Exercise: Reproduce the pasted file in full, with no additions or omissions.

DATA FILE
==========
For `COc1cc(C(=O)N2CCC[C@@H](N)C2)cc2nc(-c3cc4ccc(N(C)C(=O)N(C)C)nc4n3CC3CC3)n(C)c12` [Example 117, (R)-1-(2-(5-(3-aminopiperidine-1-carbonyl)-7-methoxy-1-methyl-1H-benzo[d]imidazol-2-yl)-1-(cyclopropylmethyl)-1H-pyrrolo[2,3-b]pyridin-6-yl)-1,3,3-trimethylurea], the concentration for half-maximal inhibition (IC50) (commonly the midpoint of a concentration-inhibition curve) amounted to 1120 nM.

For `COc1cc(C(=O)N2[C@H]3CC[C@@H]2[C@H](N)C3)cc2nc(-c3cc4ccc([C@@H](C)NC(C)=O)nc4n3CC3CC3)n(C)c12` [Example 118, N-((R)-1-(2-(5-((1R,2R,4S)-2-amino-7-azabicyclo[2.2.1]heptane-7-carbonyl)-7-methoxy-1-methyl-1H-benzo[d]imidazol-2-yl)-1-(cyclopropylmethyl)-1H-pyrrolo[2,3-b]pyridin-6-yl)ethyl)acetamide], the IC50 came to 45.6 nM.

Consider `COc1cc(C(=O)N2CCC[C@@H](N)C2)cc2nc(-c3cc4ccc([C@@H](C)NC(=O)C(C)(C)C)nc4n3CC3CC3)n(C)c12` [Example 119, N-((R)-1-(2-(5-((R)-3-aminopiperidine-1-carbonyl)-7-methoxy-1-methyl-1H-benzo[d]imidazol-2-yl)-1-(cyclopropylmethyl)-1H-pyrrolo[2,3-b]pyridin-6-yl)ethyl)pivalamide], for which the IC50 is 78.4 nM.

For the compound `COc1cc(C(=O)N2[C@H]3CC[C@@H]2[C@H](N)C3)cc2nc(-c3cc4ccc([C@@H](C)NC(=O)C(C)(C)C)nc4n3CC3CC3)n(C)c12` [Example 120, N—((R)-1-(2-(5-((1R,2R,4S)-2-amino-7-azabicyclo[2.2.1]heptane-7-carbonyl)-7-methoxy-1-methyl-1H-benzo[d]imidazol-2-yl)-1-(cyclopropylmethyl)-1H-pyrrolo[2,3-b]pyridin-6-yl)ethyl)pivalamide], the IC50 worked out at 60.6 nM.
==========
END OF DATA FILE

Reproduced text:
For `COc1cc(C(=O)N2CCC[C@@H](N)C2)cc2nc(-c3cc4ccc(N(C)C(=O)N(C)C)nc4n3CC3CC3)n(C)c12` [Example 117, (R)-1-(2-(5-(3-aminopiperidine-1-carbonyl)-7-methoxy-1-methyl-1H-benzo[d]imidazol-2-yl)-1-(cyclopropylmethyl)-1H-pyrrolo[2,3-b]pyridin-6-yl)-1,3,3-trimethylurea], the concentration for half-maximal inhibition (IC50) (commonly the midpoint of a concentration-inhibition curve) amounted to 1120 nM.

For `COc1cc(C(=O)N2[C@H]3CC[C@@H]2[C@H](N)C3)cc2nc(-c3cc4ccc([C@@H](C)NC(C)=O)nc4n3CC3CC3)n(C)c12` [Example 118, N-((R)-1-(2-(5-((1R,2R,4S)-2-amino-7-azabicyclo[2.2.1]heptane-7-carbonyl)-7-methoxy-1-methyl-1H-benzo[d]imidazol-2-yl)-1-(cyclopropylmethyl)-1H-pyrrolo[2,3-b]pyridin-6-yl)ethyl)acetamide], the IC50 came to 45.6 nM.

Consider `COc1cc(C(=O)N2CCC[C@@H](N)C2)cc2nc(-c3cc4ccc([C@@H](C)NC(=O)C(C)(C)C)nc4n3CC3CC3)n(C)c12` [Example 119, N-((R)-1-(2-(5-((R)-3-aminopiperidine-1-carbonyl)-7-methoxy-1-methyl-1H-benzo[d]imidazol-2-yl)-1-(cyclopropylmethyl)-1H-pyrrolo[2,3-b]pyridin-6-yl)ethyl)pivalamide], for which the IC50 is 78.4 nM.

For the compound `COc1cc(C(=O)N2[C@H]3CC[C@@H]2[C@H](N)C3)cc2nc(-c3cc4ccc([C@@H](C)NC(=O)C(C)(C)C)nc4n3CC3CC3)n(C)c12` [Example 120, N—((R)-1-(2-(5-((1R,2R,4S)-2-amino-7-azabicyclo[2.2.1]heptane-7-carbonyl)-7-methoxy-1-methyl-1H-benzo[d]imidazol-2-yl)-1-(cyclopropylmethyl)-1H-pyrrolo[2,3-b]pyridin-6-yl)ethyl)pivalamide], the IC50 worked out at 60.6 nM.